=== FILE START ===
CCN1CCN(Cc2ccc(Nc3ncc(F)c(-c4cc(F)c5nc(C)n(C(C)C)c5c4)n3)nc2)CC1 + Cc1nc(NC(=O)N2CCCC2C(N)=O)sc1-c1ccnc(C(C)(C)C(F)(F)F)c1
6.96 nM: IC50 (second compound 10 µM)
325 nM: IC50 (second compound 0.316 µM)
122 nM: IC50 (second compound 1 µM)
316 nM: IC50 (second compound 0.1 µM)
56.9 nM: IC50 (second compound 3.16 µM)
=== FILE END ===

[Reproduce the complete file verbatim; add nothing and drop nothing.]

CCN1CCN(Cc2ccc(Nc3ncc(F)c(-c4cc(F)c5nc(C)n(C(C)C)c5c4)n3)nc2)CC1 + Cc1nc(NC(=O)N2CCCC2C(N)=O)sc1-c1ccnc(C(C)(C)C(F)(F)F)c1
6.96 nM: IC50 (second compound 10 µM)
325 nM: IC50 (second compound 0.316 µM)
122 nM: IC50 (second compound 1 µM)
316 nM: IC50 (second compound 0.1 µM)
56.9 nM: IC50 (second compound 3.16 µM)